Homosexuality, however, doesn’t enjoy such a luxury. There is no such thing as a gay gene. There is no such thing as being born gay. Contrary to what you might read in Willamette Week or the Mercury, being gay is not an inherent, genetic characteristic. It’s a result of nurture and environmental factors.

    HOWEVER… Measure 36 isn’t about a sexual consideration, it’s about what’s best for Oregon families. Homosexuality is another topic of discussion altogether. If Measure 36 doesn’t pass, we’re one court case away from legalized same-sex marriage, and the majority of families around Oregon don’t feel the same way about same-sex marriage as they do in Northwest Portland.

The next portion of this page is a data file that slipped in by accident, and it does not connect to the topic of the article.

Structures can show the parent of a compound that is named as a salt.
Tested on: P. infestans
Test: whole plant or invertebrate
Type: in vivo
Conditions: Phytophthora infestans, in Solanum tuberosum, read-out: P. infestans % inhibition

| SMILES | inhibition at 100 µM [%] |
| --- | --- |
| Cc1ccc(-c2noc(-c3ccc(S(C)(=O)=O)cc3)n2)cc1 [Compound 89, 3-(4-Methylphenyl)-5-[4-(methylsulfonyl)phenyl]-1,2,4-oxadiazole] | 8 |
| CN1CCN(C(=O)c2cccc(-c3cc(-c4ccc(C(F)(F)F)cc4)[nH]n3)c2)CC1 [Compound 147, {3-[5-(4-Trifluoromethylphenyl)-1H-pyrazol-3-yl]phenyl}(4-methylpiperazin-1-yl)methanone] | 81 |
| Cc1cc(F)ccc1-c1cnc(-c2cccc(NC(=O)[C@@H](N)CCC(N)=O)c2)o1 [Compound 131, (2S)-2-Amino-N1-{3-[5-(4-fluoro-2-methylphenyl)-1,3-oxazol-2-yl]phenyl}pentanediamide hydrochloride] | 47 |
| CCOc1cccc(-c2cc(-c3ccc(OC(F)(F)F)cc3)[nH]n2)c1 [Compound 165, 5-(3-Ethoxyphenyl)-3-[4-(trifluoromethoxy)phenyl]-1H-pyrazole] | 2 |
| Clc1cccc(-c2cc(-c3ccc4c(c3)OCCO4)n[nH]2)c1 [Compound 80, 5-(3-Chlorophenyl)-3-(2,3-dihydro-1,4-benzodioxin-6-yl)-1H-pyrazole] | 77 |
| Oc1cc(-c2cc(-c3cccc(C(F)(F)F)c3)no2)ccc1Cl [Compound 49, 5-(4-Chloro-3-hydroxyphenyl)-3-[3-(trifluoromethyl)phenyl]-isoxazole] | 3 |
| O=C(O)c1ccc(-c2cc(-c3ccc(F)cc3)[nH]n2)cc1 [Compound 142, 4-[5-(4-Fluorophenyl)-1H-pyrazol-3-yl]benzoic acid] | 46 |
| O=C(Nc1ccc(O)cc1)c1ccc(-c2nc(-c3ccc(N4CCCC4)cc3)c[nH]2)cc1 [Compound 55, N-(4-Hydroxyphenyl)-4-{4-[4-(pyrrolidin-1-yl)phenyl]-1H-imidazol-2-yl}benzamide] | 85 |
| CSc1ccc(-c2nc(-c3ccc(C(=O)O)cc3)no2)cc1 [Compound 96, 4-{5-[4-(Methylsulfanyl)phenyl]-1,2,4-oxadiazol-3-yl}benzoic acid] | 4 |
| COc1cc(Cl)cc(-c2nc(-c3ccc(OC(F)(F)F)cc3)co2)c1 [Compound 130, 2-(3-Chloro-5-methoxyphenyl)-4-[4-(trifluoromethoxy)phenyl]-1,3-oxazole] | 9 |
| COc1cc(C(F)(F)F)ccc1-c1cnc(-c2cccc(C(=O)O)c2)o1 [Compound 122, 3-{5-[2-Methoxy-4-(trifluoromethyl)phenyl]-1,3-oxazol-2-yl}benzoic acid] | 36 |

Traditionalists in Pendleton, The Dalles, Coos Bay, Klamath Falls, Burns, Vale, Medford, La Grande, Sisters, Ontario or elsewhere around the state do not want downtown Portland values shoved down their throats. People around the state think it’s pretty arrogant of four Portland Commissioners to decide for them what’s best for Oregon families. That’s what Measure 36 is about. It gives Oregonians a chance to voice their opinion, something Diane Linn and her girlfriends didn’t want to make available to them.

    What you’re saying about not wanting government choosing services for you is so accurately in line with my point. Diane Linn should leave the moral decision-making up to Oregonians.